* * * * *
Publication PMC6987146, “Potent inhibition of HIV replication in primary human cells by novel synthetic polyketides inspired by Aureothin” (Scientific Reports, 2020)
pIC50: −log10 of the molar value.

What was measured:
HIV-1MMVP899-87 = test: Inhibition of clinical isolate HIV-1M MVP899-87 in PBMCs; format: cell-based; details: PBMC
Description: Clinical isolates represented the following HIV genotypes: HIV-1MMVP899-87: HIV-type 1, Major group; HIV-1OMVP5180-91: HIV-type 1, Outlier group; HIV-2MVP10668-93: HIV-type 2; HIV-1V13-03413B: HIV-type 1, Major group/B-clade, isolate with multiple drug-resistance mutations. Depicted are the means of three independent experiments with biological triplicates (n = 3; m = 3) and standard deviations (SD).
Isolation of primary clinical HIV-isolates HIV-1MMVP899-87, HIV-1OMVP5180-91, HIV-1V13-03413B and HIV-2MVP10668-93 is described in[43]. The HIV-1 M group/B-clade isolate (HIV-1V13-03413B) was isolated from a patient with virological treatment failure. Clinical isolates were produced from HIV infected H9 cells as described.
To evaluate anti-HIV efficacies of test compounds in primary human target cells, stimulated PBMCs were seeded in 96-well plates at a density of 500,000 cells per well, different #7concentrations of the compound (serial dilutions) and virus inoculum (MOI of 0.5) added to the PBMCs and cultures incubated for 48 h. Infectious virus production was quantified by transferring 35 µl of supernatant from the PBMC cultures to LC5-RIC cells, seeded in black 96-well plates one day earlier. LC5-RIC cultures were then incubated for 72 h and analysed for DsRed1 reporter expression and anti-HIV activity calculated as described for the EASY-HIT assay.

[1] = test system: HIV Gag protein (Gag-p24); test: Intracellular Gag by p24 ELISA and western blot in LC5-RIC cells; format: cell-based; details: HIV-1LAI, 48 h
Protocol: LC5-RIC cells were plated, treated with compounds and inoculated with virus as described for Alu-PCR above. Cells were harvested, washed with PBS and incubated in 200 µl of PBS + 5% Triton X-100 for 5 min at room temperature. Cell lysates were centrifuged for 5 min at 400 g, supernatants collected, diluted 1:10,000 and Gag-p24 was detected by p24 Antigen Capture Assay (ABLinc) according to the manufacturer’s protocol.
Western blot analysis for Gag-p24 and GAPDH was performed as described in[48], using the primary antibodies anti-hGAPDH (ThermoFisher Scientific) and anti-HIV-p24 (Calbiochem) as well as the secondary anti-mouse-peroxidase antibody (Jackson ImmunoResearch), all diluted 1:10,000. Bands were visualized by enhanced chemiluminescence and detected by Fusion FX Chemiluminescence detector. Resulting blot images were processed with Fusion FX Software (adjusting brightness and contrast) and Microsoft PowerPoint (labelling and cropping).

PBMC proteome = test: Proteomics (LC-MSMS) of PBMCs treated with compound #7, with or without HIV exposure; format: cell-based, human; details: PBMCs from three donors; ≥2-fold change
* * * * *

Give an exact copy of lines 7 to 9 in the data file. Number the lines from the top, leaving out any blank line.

To evaluate anti-HIV efficacies of test compounds in primary human target cells, stimulated PBMCs were seeded in 96-well plates at a density of 500,000 cells per well, different #7concentrations of the compound (serial dilutions) and virus inoculum (MOI of 0.5) added to the PBMCs and cultures incubated for 48 h. Infectious virus production was quantified by transferring 35 µl of supernatant from the PBMC cultures to LC5-RIC cells, seeded in black 96-well plates one day earlier. LC5-RIC cultures were then incubated for 72 h and analysed for DsRed1 reporter expression and anti-HIV activity calculated as described for the EASY-HIT assay.

[1] = test system: HIV Gag protein (Gag-p24); test: Intracellular Gag by p24 ELISA and western blot in LC5-RIC cells; format: cell-based; details: HIV-1LAI, 48 h
Protocol: LC5-RIC cells were plated, treated with compounds and inoculated with virus as described for Alu-PCR above. Cells were harvested, washed with PBS and incubated in 200 µl of PBS + 5% Triton X-100 for 5 min at room temperature. Cell lysates were centrifuged for 5 min at 400 g, supernatants collected, diluted 1:10,000 and Gag-p24 was detected by p24 Antigen Capture Assay (ABLinc) according to the manufacturer’s protocol.